Easy as it is to complain about the sorry state of radio programming, the overwhelming album sales of lip-synchers, and the now-bordering-on-mindless-regurgitation trend of ‘80s New Wave revivalism, there’s still hope when a hitless singer/songwriter known for his hushed musings can fill an 1,100 seat theater with a healthy dose of faux-vintage-T-shirt-wearing twentysomethings.
When Iron & Wine’s Samuel Beam walks on stage, hollers and whoops erupt as he tunes his guitar and is joined by a five-piece backing band. Charmingly shy and subtly clever, he’s already befriending the front row with smirks and asides when the band breaks into “Jezebel” from his recent EP, Woman King. The gentleness of Beam’s voice is in full bloom, but it’s evident that his band likes to turn it up a few notches, changing whisper-quiet tunes like “Cinder and Smoke” and “Bird Stealing Bread” into reggae-tinged, slide-guitar jams. Beam’s sister, Sara, accompanies him on harmony vocals, fiddle and tambourine; when “Cinder and Smoke” moves into revolving verses of “oh ya ya ya,” Sara’s sweet falsetto echoes after Sam’s deft tenor. The band sticks around for another four or five songs before leaving Beam alone with his guitar and wit.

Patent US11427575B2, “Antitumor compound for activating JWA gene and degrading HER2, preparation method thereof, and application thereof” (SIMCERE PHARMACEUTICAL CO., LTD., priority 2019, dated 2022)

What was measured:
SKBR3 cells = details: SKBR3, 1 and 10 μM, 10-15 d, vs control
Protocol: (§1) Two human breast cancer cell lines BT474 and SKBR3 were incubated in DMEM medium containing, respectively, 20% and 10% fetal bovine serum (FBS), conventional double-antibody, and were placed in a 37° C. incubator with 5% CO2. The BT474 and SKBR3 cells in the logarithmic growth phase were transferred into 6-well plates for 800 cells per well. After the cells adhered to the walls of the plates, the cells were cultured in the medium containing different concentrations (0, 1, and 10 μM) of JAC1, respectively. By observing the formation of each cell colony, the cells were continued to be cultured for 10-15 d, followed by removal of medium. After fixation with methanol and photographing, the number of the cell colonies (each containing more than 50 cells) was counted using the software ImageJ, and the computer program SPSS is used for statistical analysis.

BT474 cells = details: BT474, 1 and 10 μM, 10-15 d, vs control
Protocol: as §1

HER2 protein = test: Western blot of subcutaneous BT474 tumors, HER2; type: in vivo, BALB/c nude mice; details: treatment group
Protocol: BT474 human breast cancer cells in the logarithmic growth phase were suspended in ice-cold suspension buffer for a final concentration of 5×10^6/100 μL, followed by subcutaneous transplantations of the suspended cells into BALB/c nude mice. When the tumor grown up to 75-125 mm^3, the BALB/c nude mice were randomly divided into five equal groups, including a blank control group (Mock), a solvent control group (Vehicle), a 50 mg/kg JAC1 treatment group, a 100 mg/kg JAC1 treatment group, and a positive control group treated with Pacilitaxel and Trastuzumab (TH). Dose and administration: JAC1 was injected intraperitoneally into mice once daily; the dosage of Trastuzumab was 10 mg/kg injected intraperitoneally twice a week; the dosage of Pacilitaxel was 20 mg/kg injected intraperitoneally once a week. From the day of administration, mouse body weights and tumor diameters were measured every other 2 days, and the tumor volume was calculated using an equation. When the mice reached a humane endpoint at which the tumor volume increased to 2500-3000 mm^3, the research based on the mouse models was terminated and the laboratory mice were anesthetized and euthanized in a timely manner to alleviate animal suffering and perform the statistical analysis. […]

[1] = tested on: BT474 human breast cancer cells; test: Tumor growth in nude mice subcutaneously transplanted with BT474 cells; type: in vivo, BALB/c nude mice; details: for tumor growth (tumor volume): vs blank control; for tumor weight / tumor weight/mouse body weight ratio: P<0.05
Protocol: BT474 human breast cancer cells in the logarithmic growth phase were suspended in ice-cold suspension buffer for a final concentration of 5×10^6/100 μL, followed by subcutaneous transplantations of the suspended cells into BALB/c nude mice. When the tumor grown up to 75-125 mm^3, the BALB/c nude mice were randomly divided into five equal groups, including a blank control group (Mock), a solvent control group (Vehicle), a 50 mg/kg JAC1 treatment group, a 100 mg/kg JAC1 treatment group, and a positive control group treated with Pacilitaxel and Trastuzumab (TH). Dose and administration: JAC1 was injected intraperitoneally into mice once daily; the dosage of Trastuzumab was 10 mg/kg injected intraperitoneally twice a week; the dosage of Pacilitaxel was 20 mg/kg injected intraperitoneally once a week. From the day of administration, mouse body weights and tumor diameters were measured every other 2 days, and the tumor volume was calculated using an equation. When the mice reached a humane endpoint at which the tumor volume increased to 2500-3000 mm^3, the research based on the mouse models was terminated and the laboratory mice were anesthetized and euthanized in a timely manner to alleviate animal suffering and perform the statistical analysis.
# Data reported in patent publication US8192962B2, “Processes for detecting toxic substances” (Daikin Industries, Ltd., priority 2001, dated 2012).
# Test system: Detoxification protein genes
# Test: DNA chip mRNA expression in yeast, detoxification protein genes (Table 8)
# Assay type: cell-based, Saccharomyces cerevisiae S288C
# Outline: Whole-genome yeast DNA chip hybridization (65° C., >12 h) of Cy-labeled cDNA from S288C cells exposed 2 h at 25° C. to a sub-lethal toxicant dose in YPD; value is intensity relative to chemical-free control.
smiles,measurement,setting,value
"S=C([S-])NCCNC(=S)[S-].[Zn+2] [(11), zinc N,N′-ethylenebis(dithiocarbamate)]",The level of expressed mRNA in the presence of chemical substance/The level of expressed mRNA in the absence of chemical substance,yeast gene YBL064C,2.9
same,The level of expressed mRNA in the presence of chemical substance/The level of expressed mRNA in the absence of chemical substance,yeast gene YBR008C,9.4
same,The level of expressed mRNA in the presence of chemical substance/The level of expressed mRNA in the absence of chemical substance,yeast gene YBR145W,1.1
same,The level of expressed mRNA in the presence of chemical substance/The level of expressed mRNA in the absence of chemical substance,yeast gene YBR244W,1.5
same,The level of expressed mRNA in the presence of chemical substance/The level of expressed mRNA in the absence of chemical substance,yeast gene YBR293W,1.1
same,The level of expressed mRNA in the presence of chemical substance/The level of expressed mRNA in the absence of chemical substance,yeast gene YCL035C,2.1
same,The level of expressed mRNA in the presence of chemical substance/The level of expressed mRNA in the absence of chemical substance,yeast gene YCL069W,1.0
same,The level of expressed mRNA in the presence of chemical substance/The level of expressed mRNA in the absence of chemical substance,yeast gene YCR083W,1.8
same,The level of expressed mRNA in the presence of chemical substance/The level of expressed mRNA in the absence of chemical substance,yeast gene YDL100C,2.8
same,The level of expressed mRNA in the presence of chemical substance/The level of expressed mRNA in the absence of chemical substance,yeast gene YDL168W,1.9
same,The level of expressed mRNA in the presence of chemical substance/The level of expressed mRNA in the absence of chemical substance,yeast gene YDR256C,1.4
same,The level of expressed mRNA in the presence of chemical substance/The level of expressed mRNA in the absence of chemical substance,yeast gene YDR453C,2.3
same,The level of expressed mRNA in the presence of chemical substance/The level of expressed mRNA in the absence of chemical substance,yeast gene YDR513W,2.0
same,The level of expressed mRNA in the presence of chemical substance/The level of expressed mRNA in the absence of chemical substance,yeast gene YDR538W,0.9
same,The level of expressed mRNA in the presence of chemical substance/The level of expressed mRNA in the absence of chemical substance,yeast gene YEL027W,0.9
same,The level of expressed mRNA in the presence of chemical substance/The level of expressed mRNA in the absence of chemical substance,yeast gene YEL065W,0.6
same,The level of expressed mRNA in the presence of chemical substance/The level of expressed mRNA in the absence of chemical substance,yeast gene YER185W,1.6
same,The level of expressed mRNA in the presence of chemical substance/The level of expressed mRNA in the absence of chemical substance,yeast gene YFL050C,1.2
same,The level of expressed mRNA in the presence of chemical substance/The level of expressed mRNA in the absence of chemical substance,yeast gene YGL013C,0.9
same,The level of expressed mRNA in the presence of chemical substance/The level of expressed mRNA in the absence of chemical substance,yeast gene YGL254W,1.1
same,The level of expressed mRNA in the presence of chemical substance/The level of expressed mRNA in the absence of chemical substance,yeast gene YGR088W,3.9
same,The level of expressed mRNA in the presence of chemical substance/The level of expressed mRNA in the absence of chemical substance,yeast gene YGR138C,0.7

Much has been made of Iron & Wine’s lo-fi 2002 debut, The Creek Drank the Cradle, and for good reason. Beam recorded it solo on a four-track in a room at his Florida home, and as he sings a wonderfully curious stanza from the album’s “Upward Over the Mountain” (“mother remember the blink of an eye when I breathed through your body?/ Sons are like birds flying upward over the mountain”), the air in The Variety Playhouse seems to whisper a delicate ‘thanks’ that Beam’s Miami room, three years old and one state south, is still accessible.
Now joined onstage again by his sister, Beam starts to pick through some guitar figures reminiscent of his arrangement of The Postal Service’s “Such Great Heights.” Someone in the crowd lets out an approving yell. Beam stops in his tracks. “What are you cheering for?” he jibes, catching everyone off guard, “All of my songs start like this.” He takes another minute to tune, then says, “You want to hear a cover song?” He then forges into a completely unrecognizable, but delightfully inventive version of The Sugarcubes’ “Birthday.”
The band returns for a few more songs—inflected with upbeat percussion, xylophone and electric guitar—before exiting and making way for the audience’s encore ritual. Beam returns to the stage with Sara and ends the show with a new song called “Trapeze Swinger.” It’s a gorgeous tune, overflowing with mouthfuls of memory, regret and a repeated phrase that, after this show, will be difficult not to do—”Please, remember me.”